Gavin Sacks

Associate Professor

343 Stocking Hall
(607) 592-1504

My research and teaching interests are in understanding the enological and viticultural parameters that shape wine flavor from vine to bottle. I am actively involved in the development of the Research and Teaching components of the new Enology and Viticulture program at Cornell.

Research Focus

The Sacks lab studies: Understanding effects of pre- and post-harvest factors on the organoleptic properties (flavor; color) of agricultural products, particularly wines and juices. Developing rapid and sensitive analytical techniques for measurement of flavor compounds.

Outreach and Extension Focus

Although I do not have a formal extension appointment, there is considerable overlap of my research and teaching interests with the practical problems of the statewide/regional wine and grape industries. I am a regular participant at winemaking workshops and industry technical conferences in New York State and elsewhere in the US.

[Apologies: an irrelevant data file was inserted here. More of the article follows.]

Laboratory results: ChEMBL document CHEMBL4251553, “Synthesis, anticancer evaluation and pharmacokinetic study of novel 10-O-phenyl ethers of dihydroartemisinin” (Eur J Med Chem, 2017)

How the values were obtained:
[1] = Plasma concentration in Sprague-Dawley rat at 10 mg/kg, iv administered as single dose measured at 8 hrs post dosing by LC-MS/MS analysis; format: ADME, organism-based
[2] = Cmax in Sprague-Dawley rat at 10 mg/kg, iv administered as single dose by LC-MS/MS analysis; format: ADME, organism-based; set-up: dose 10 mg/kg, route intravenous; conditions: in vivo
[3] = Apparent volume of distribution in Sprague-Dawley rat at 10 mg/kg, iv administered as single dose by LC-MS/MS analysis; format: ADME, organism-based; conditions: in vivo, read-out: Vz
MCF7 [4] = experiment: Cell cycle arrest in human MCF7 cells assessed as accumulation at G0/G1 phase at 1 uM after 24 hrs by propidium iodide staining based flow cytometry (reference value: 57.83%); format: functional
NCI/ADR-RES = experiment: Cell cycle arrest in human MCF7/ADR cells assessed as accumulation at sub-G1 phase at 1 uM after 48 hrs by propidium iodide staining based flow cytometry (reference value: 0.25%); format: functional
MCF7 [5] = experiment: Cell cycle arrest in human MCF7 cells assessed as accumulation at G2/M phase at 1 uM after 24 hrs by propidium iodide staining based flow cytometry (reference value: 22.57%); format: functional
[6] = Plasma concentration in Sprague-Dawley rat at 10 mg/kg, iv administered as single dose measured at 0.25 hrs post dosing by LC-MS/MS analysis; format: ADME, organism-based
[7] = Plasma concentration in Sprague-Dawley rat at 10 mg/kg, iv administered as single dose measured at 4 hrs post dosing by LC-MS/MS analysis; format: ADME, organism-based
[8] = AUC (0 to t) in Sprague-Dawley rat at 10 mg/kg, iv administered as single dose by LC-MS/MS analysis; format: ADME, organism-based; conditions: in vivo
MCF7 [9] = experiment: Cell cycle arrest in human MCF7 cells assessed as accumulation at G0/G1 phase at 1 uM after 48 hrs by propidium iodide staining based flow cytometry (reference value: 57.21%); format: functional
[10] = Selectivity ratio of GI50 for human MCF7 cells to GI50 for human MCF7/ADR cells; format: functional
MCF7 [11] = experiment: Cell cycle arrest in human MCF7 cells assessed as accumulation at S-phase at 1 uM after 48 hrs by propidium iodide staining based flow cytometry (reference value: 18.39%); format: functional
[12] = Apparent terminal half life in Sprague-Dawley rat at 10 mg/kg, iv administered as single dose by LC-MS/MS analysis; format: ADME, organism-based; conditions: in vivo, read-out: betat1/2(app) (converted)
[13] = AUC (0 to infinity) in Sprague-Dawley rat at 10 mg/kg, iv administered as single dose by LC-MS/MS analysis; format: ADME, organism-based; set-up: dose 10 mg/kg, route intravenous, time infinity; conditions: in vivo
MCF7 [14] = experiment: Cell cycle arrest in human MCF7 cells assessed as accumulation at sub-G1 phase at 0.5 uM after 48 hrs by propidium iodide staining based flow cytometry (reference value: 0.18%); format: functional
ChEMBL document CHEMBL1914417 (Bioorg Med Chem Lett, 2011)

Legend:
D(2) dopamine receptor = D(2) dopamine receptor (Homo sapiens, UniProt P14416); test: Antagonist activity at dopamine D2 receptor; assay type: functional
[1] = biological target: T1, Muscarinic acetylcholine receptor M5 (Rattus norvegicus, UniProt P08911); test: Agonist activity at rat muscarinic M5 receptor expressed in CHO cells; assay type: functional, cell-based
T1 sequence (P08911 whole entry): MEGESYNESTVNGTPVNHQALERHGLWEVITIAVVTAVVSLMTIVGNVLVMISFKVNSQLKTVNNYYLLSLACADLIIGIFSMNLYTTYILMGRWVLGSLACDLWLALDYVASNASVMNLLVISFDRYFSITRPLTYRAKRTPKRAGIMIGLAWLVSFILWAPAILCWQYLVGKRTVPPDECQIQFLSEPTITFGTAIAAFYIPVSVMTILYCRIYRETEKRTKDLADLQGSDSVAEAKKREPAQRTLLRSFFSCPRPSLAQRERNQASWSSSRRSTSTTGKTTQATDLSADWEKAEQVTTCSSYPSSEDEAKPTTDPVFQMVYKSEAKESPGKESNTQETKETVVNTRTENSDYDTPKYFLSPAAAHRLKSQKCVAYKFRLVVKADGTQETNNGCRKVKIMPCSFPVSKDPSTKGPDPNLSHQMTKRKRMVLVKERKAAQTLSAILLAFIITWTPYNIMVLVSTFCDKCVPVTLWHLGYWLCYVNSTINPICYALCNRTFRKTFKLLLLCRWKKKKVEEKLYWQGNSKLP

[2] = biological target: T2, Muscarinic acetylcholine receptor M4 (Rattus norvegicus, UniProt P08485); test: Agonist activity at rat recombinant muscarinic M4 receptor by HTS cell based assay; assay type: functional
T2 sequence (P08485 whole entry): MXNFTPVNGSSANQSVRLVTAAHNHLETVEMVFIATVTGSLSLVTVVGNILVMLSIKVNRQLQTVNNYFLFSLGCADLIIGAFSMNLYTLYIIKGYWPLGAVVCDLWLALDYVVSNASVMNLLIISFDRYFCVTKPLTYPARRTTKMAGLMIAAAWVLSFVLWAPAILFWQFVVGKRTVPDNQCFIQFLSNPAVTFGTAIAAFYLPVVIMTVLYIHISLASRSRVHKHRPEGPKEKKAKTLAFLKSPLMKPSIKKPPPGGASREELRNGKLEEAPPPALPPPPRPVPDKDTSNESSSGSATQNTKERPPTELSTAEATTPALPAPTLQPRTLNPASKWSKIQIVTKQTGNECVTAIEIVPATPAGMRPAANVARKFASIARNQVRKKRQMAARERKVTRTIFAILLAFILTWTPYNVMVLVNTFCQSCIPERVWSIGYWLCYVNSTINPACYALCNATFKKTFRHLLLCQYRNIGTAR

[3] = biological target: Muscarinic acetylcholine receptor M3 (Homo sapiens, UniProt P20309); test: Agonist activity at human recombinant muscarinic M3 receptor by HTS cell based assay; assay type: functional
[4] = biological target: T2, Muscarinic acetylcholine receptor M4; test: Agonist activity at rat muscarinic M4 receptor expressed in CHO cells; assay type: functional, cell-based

Teaching Focus

I am currently Director of Undergraduate Studies and chair of the undergraduate teaching committee for the interdisciplinary enology and viticulture major (VIEN).

I also teach two courses as part of the VIEN major, cross-listed with Food Science (FDSC)
- Wines & Grapes: Analysis and Composition (FDSC 2400 / VIEN 2400, 3 cr) – intermediate-level undergraduate course on common and emerging analytical practices in the grape and wine industries
- Wine & Grape Flavor Chemistry (FDSC 4400 / VIEN 4400, 3 cr) – upper level course on flavor chemistry, primarily through the lens of wine

Finally, I oversee the undergraduate viticulture and enology Capstone Experience through VIEN 4000.

Awards and Honors

  • 2014 Best Viticulture Paper in American Journal of Enology and Viticulture (2015) American Society of Enology and Viticulture

Selected Publications

Journal Publications

  • Acree, T. E., Williams, R. C., & Sacks, G. L. (2011). The Flavor Chemistry of Riesling. Advances and Challenges in Flavor Chemistry & Biology. 1:106-111.

Presentations and Activities

  • The perception of Riesling varietal character: the role of 2,2,1-trimethy-dihydronapthalene (TDN). Weurman Flavor Science Symposium. September 2011. Ad Hoc committee. Zaragoza, Spain.
  • History Of Cornell Enology Outreach. New York Wine Industry Workshop. April 2011. Cornell University.
  • Defining Typicity in Cool Climate Rieslings. Wine Active Compounds. March 2010. UNESCO Chair of Wine and Culture. Beaune, Burgundy, France.